But I'd watched her grow up, just the same.
|Photo Credit: bfishadow|
When I first answered, I couldn't understand her words, and that rose my fear level another notch. My daughter was nearing hysteria, something she's not prone to. She's always been the strongest and bravest of her friends, but there was no strength left in her crying voice last night.
"Have you heard anything about Cindy?" I finally made out.
I hadn't heard anything, as I'd been in a Nyquil assisted sleep, fighting this cold or sinus infection, or whatever it is that is kicking my ass this week. I'm surprised I even heard the phone. I went to ask Mr. Sullivan, who was playing some game on Facebook since he had the next day off. As I was heading that direction, I finally got some coherence from my daughter.
"There are posts on Facebook. I think she's dead."
That stopped me in my tracks. I didn't want to hear this. I didn't want to have to help my daughter through this, long distance. But what my daughter needed from me was something she felt I could give: proof of life. She needed someone at home to connect the dots for her, from her location hundreds of miles away. She had pieced together a few facts, and come to what she saw was the inevitable conclusion: Her friend Cindy had died, but she hoped beyond hope to be wrong.
I finally got over to Mr. Sullivan, and tried to fill him in on what was going on. It was hard for me. Cindy was someone we had watched grow up, and she had both been in school with my oldest daughter, and had taken a class at our local community college with my husband. I knew that telling him would upset him, but I had upset daughter on the phone and needed to help her.
We could have, of course, made phone calls. But who do you call at midnight, without disturbing people who may be freshly grieving, or someone who doesn't yet know, or, worse yet, waking someone up to confirm a Facebook rumor that may or may not be true, as Facebook rumors can be.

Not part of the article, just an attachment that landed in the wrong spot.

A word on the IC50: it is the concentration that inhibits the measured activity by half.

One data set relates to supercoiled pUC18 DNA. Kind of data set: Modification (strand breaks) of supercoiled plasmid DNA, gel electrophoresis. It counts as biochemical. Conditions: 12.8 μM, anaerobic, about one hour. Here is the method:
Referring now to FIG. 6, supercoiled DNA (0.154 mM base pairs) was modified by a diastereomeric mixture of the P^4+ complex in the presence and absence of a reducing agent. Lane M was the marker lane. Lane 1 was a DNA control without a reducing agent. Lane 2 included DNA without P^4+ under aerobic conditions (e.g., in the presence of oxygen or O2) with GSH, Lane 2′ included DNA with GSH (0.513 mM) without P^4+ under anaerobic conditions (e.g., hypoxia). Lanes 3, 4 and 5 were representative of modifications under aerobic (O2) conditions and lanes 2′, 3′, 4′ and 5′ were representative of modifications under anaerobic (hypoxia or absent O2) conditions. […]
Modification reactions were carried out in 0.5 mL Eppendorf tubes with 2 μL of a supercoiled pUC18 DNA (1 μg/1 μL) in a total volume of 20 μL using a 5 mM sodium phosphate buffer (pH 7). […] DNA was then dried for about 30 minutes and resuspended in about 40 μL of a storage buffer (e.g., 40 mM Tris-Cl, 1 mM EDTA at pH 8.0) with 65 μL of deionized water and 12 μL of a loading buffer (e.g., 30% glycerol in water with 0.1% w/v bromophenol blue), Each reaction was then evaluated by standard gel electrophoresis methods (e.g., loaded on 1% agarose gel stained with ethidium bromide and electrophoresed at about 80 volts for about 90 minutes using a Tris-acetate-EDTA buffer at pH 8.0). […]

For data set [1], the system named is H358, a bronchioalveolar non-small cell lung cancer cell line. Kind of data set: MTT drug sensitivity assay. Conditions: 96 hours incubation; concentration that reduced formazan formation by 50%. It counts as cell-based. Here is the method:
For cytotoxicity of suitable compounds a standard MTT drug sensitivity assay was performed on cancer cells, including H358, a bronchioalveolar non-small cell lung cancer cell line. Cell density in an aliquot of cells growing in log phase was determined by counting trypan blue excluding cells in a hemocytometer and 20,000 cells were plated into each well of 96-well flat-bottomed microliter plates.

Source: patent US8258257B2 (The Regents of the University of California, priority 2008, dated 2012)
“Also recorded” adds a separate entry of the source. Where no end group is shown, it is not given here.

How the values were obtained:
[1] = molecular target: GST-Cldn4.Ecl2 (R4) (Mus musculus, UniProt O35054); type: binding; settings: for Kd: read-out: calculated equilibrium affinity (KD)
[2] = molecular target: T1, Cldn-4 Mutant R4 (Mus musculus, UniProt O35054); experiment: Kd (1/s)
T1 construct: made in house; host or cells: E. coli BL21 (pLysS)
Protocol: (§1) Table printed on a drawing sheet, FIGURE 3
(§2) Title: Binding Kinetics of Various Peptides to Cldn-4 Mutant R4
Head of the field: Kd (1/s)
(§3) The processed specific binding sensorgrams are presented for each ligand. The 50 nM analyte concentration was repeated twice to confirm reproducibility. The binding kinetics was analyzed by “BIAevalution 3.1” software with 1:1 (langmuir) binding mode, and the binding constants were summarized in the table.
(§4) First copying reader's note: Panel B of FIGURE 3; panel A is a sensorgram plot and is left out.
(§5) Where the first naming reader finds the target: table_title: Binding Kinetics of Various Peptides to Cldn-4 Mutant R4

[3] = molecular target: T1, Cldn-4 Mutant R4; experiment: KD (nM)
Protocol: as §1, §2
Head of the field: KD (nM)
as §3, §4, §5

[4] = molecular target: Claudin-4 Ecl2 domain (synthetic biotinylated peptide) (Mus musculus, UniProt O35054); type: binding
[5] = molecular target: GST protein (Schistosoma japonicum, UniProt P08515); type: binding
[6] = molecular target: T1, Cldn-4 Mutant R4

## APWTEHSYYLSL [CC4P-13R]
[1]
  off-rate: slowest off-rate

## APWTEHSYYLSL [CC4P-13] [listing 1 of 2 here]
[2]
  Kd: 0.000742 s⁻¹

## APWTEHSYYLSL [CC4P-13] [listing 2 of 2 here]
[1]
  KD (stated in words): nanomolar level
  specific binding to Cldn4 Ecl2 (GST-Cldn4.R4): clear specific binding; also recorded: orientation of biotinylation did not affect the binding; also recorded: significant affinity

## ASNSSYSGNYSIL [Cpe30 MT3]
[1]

It took us a few minutes, but we finally found a post from someone we knew and trusted.
I could not give my daughter what she so desperately hoped for.
Cindy died last night in some kind of car accident.
We don't have all the facts. She was far from home, visiting some family, and no one here is completely sure what happened.
Cindy was 25. She was a little further on her journey than "just starting out," but still so terribly young, at least in my eyes.
She was not my child, but...
I remember watching her play volleyball.
I remember seeing her at the Fire Station, helping serve food to tired firefighters after a huge wild fire.
I remember the sound of her laughter, a sound you heard often from her.
Her brother coached my son's football team, and, when she was home, she was the loudest cheerleader on the field.
She was full of life, and always seemed to me to be ready to take on the world.
I had to tell my daughter that her worst fears were confirmed.
I had to listen to her cry, and be powerless to do anything except say all the words you think she needs to hear. I prayed, and cried, and hoped my words offered her comfort.
This morning offered no clarity. I went up to the school to see if there were any answers I could give my grown up baby girl, and instead held a woman while she cried for ten minutes, pouring out her grief over the loss of "one of our kids."
Finally, on my way back to my van, I broke down. And got held by another woman while I poured out my grief for a child that was not mine, but was "one of our kids" just the same.
I am thankful that I knew Cindy. That her parents chose to share her, and her equally full of life brother with us.
I am thankful that my oldest child still thinks that mom can fix what's wrong, make things right, and turn the confusion into truth-but I hate that the truth she got wasn't the truth she sought from me.
And I hope my phone never rings at midnight again.